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The Charlotte Bobcats are in the process of changing their name to "Hornets," a source with knowledge of the situation told CBSSports.com's Will Brinson, including arranging digital assets that would allow a return to their original nickname.More >>
A California church says "sorry" to people in North Carolina after the state passed Amendment One, recognizing marriage as only between a man and a woman.
The billboard, sponsored by the Missiongathering Christian Church in San Diego, appeared for the first time on Wednesday.
The church apologizes for what it calls "the narrow-minded, judgmental, deceptive, manipulative actions of those who denied rights and equality to so many in the Name of God."
The billboard can be seen on Billy Graham Parkway at the intersection of Wilkinson Boulevard, coming from Interstate 85 in Charlotte.
Voters in North Carolina passed Amendment One during the May primary by a large margin, but voters in Mecklenburg County voted to oppose the amendment.
Alex Roller, the church's Spiritual Formation Pastor, says the goal in putting out the message of this apology was to say to the LGBT community of North Carolina and like-minded straight allies that there are people across the country that stand in support of them.
"Know that you're not alone in this journey for the fight for marriage equality," he said. "And to say if you're an LGBT person of faith that there is a place for you; you don't have to abandon your faith to live who you are as a person."
This isn't the first time the church has taken a stance on the Christian faith and its views on homosexuality.
"We posted two billboards in San Diego in response to Proposition 8 in 2008, as a way to say that some Christians don't speak for all Christians," Roller said. "There are progressive Christians who believe in the Bible and Jesus but still support marriage equality and rights for the LGBT population."
He says the church of 300 received a lot of praise in 2008 for it's Prop 8 billboards, getting thousands of emails, phone calls and postcards thanking them.
But the billboard wasn't without it's share of criticism of well. The church is prepared to face more criticism and negative feedback in North Carolina than it did over the California billboards in 2008.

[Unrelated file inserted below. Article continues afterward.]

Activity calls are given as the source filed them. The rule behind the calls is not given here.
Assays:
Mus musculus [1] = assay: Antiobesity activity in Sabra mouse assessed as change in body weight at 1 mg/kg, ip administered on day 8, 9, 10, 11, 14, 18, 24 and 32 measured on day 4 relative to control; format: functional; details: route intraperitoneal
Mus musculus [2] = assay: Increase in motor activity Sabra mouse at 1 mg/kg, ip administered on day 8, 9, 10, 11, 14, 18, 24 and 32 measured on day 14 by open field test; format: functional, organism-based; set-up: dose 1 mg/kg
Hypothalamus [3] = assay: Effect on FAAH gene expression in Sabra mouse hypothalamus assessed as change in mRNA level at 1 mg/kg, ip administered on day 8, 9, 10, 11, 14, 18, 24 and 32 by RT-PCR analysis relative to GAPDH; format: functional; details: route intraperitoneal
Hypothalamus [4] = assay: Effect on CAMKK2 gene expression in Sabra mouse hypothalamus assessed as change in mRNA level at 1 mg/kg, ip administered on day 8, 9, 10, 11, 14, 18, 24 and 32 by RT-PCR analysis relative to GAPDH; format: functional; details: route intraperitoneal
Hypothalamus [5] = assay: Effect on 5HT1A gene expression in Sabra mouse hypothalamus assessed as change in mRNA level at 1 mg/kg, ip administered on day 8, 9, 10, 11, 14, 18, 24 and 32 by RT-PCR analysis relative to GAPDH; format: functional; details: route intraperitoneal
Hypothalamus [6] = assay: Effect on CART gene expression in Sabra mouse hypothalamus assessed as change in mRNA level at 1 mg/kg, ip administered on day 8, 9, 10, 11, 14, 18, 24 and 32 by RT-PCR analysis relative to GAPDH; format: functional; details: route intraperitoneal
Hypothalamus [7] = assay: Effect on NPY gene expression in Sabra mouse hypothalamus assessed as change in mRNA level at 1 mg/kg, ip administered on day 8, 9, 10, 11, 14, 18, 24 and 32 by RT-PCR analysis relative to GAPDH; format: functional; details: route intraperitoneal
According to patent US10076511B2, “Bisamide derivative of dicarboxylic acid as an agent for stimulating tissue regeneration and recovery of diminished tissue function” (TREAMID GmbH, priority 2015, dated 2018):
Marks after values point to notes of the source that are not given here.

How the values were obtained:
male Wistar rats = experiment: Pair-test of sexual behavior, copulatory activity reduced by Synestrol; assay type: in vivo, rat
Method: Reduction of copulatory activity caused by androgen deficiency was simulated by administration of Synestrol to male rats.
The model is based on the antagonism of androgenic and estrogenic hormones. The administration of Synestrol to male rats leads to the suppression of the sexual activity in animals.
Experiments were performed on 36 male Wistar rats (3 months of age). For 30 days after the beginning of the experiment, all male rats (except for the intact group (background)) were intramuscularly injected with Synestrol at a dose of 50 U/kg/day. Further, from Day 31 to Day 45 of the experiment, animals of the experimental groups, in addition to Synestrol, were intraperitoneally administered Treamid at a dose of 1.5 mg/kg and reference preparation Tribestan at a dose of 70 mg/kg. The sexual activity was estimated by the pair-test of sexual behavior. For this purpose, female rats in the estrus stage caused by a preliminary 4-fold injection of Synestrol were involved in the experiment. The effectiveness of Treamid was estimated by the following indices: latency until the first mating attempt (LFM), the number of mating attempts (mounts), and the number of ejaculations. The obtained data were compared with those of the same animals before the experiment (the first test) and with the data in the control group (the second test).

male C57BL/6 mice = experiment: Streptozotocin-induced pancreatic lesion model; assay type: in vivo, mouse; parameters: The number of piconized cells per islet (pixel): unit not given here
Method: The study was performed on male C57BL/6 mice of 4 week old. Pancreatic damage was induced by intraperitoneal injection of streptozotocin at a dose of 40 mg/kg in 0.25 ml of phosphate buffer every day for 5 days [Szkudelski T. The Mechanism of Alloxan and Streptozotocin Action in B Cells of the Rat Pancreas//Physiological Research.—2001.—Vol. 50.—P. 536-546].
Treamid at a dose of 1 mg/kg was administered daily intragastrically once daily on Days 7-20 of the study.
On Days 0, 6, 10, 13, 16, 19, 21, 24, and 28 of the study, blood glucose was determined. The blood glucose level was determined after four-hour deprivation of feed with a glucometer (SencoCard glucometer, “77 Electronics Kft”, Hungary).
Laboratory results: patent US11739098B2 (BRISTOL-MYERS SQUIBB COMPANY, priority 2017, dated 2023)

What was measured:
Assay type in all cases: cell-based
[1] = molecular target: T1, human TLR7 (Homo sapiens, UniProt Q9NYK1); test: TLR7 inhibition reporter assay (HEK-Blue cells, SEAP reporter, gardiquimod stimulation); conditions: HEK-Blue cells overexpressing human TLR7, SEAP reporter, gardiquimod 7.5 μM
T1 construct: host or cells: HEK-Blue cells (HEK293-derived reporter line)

"We certainly have received a lot of negative and angry emails already," Roller said. "We are certainly all entitled to our opinions and perspectives."
The billboard cost the church $3,000 for a month period. The location was not accidental.
Before the vote on Amendment One, Reverend Billy Graham urged voters in North Carolina to support the proposed amendment.
"Watching the moral decline of our country causes me great concern," Rev. Graham said in an email to WBTV. "I believe the home and marriage is the foundation of our society and must be protected."
The 93-year-old Graham said the Bible is clear in that God's definition of marriage is between a man and a woman.
"I never thought we would have to debate the definition of marriage," Reverend Graham continued.
Roller says the billboard location was also picked because of the ability to see the billboard.
"It's right outside the airport, and it's at the intersection of Billy Graham Parkway and I-74," he said. "And because of the number of words on the billboard, we wanted it to be at a place that was prominent, but where people driving by would either be slowing down or could read the entire text while continuing."
So why would a church from California get involved in politics of North Carolina?
"North Carolina kind of came to us. When Amendment One passed, images of the Prop 8 billboard began to resurface online. Human Rights Campaign of North Carolina posted the image, and we started getting phone calls and emails from across the country and even from Canada and the UK, thanking us for the message," Roller said.
"And we thought, what if we were able to continue the message we put out there after Prop 8, and stand in solidarity with LGBT people of North Carolina and straight allies, to say there are people of faith who love and support this community and stand in solidarity with this community and we just want them to know our hearts are with you."
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